Transforming Touri...

Transforming Tourism in Nepal, One Trek at a Time

Digital entrepreneurs often talk excitedly about disrupting industries, but rarely do you find such excitement when talking about guidebooks. Ashish Shrestha, one of the founders of Honeyguide, wants to give travelers to Nepal a better all-around experience, from booking their travel to navigating the trails and learning about the local culture.

Last year, the World Bank Group-supported Young Innovations held a pitch competition and Shrestha was among a group of Nepalese entrepreneurs who won a trip to Slush, a major entrepreneurship conference in Finland. Check out our interview with him.

Kathmandu, Nepal © Curt Carnemark / World Bank Kathmandu, Nepal © Curt Carnemark / World Bank

How did you start Honeyguide?

Growing up in Nepal, I have been trekking since I was very young. When I meet tourists, they would always ask us questions like: “What’s the name of that mountain?” or “What kind of bird is that?” But guidebooks were only giving directions like “go from here to here.” So we thought we could do better, by giving people real insights into culture and the nature surrounding them.

Another issue was that booking services and information sources were all separate; you’d book through an agent, and use a guidebook for information. So that was the whole inspiration for Honeyguide, to provide all the information and services they need in a single place. At Honeyguide, we want to turn tourists into travelers, and travelers into experts!

What was the biggest challenge while building your business?

I really didn’t know about developing a business, so it was fun but it’s also very hard. Also, the start-up ecosystem in Nepal is just taking its baby steps, so access to finance is still a problem.

What do you want people to know about Nepalese culture?

Let me use the Mani walls as an example. The Mani walls are long stone walls close to the villages with Buddhist inscriptions written on each stone. So, many guidebooks describe them as an expression of religion to make them more exotic. However, the functional reason for the walls is to help shepherds move their herds back and forth from the villages.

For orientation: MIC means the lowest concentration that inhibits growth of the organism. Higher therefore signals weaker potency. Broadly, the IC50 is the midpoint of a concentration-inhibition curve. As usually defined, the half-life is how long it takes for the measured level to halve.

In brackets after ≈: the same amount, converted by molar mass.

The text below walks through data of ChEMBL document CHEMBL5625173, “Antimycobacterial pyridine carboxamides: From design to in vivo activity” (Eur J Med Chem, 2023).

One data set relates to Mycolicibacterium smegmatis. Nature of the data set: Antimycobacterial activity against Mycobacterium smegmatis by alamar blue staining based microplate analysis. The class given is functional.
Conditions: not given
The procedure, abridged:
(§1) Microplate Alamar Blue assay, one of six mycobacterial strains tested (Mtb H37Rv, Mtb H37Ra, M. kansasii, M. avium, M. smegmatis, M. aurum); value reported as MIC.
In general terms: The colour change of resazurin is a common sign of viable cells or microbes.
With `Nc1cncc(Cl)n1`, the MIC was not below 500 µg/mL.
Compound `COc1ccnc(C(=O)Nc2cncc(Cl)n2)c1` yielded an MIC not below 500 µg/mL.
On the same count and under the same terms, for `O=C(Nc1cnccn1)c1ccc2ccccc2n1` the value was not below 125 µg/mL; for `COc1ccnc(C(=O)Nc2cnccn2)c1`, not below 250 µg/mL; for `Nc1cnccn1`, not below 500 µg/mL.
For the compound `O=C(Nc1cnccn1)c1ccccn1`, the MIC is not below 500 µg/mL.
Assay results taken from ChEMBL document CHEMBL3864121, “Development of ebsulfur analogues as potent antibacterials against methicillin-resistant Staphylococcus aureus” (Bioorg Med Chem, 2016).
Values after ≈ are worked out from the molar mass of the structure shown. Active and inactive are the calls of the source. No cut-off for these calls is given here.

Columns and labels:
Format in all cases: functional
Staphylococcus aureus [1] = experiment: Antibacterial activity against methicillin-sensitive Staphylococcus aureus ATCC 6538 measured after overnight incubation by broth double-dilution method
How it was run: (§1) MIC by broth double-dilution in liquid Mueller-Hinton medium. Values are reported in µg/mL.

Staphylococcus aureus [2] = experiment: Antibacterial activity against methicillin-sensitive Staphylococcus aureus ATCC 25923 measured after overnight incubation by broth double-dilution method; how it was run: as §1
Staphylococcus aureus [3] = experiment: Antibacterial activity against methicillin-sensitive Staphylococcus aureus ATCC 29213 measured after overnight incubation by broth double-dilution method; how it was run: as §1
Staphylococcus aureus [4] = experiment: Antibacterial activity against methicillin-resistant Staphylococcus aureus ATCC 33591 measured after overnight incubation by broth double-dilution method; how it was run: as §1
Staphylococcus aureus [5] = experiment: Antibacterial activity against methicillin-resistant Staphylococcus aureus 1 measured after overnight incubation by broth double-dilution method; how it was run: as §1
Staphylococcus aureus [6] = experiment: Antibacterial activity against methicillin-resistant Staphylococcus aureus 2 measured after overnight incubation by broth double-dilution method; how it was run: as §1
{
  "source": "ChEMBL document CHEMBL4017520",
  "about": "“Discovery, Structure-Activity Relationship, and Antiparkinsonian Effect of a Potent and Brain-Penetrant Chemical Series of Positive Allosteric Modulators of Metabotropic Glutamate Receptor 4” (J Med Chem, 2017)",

So, this has been our approach to writing content. We have tried to go beyond the exotic narrative and provide a true understanding of the local culture. Once you understand it, you realize that all cultures are basically the same — that they’re just reacting to their own landscapes, and solving their problems in different ways.

What’s your marketing approach?

First, we aim to reach people while they’re still planning and researching their trip online, so search engine optimization, etc. Second, we’ve developed several partnership agreements through which local airlines, guidebook shops, and gear shops are all helping to promote our app.

What is your business model?

Honeyguide is looking to merge both information sources, like Lonely Planet, and online booking sites. So, we started with developing content and next, we’re building a booking app. In the current market, you often have two middlemen between the consumers and these service providers; for example, a booking site and a local agent. So, the middlemen are able to squeeze a lot of margin out of the service provider. These could be guides who are only earning $15-20 per day for seasonal work. If we could provide a platform for all the local service providers to come together, these guys would finally have a chance to earn their fair share, and the overall quality of service would go up. Honeyguide would charge a reasonable commission on each booking.

   The Honeyguide Team in Nepal. © Ashish Shrestha
 

Can you share some stats on your company’s progress thus far?

We started in November 2014 with three co-founders, and have since hired five employees. The Honeyguide app has been downloaded 2,000 times by Android users and 1,000 times in the iPhone App Store. For our paid app, we have earned an average revenue of around $9 per user.

Tell us about your journey to Slush, and your experience there.

The organizers, Young Innovations, did a great job of reaching out to local start-ups and organizing the competition. I believe there were 35 start-ups, 15 pitched in the competition, and three of us were selected for the Slush Global Impact Accelerator. Slush was an amazing, eye-opening experience! My favorite part was the pitch class. Since I came back, I’ve insisted that everyone in the company needs to learn how to pitch. Yes, we all understand the business, but we need to be able to break it down and explain it in less than three minutes.

Where do you see Honeyguide in five years?

Five years from now, we really want to build something similar for the Indian Himalayas, the Alps, the Rockies — wherever there are mountains, we want to be there!


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